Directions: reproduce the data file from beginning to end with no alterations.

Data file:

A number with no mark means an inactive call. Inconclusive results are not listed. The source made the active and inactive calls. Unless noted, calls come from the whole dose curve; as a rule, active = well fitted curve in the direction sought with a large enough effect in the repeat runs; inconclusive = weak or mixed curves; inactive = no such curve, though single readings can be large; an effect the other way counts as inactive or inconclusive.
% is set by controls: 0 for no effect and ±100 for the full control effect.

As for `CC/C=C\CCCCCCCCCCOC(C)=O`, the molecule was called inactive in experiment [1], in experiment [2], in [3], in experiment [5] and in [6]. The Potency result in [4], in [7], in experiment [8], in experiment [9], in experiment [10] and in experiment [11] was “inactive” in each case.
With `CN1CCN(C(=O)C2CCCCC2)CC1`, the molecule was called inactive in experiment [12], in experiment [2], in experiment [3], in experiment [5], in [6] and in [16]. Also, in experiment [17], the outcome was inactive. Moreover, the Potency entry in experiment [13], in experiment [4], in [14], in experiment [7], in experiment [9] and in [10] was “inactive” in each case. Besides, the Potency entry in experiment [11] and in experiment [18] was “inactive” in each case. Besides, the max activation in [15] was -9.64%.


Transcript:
A number with no mark means an inactive call. Inconclusive results are not listed. The source made the active and inactive calls. Unless noted, calls come from the whole dose curve; as a rule, active = well fitted curve in the direction sought with a large enough effect in the repeat runs; inconclusive = weak or mixed curves; inactive = no such curve, though single readings can be large; an effect the other way counts as inactive or inconclusive.
% is set by controls: 0 for no effect and ±100 for the full control effect.

As for `CC/C=C\CCCCCCCCCCOC(C)=O`, the molecule was called inactive in experiment [1], in experiment [2], in [3], in experiment [5] and in [6]. The Potency result in [4], in [7], in experiment [8], in experiment [9], in experiment [10] and in experiment [11] was “inactive” in each case.
With `CN1CCN(C(=O)C2CCCCC2)CC1`, the molecule was called inactive in experiment [12], in experiment [2], in experiment [3], in experiment [5], in [6] and in [16]. Also, in experiment [17], the outcome was inactive. Moreover, the Potency entry in experiment [13], in experiment [4], in [14], in experiment [7], in experiment [9] and in [10] was “inactive” in each case. Besides, the Potency entry in experiment [11] and in experiment [18] was “inactive” in each case. Besides, the max activation in [15] was -9.64%.